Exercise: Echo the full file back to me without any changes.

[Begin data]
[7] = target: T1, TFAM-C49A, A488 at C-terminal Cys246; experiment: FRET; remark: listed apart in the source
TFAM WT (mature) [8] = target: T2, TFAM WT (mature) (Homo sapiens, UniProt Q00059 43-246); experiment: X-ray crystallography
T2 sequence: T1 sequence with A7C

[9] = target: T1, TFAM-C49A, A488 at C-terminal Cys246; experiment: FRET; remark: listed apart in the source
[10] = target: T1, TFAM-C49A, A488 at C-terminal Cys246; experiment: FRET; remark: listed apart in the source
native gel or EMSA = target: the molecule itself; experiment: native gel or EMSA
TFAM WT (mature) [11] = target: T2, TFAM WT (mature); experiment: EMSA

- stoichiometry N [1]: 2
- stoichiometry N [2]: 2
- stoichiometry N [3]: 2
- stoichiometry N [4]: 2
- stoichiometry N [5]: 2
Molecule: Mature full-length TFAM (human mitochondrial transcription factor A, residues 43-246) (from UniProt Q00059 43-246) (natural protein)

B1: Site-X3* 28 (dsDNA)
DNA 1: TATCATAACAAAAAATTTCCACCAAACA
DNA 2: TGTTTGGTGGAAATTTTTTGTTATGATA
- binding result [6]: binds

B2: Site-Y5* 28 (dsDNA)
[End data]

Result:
[7] = target: T1, TFAM-C49A, A488 at C-terminal Cys246; experiment: FRET; remark: listed apart in the source
TFAM WT (mature) [8] = target: T2, TFAM WT (mature) (Homo sapiens, UniProt Q00059 43-246); experiment: X-ray crystallography
T2 sequence: T1 sequence with A7C

[9] = target: T1, TFAM-C49A, A488 at C-terminal Cys246; experiment: FRET; remark: listed apart in the source
[10] = target: T1, TFAM-C49A, A488 at C-terminal Cys246; experiment: FRET; remark: listed apart in the source
native gel or EMSA = target: the molecule itself; experiment: native gel or EMSA
TFAM WT (mature) [11] = target: T2, TFAM WT (mature); experiment: EMSA

- stoichiometry N [1]: 2
- stoichiometry N [2]: 2
- stoichiometry N [3]: 2
- stoichiometry N [4]: 2
- stoichiometry N [5]: 2
Molecule: Mature full-length TFAM (human mitochondrial transcription factor A, residues 43-246) (from UniProt Q00059 43-246) (natural protein)

B1: Site-X3* 28 (dsDNA)
DNA 1: TATCATAACAAAAAATTTCCACCAAACA
DNA 2: TGTTTGGTGGAAATTTTTTGTTATGATA
- binding result [6]: binds

B2: Site-Y5* 28 (dsDNA)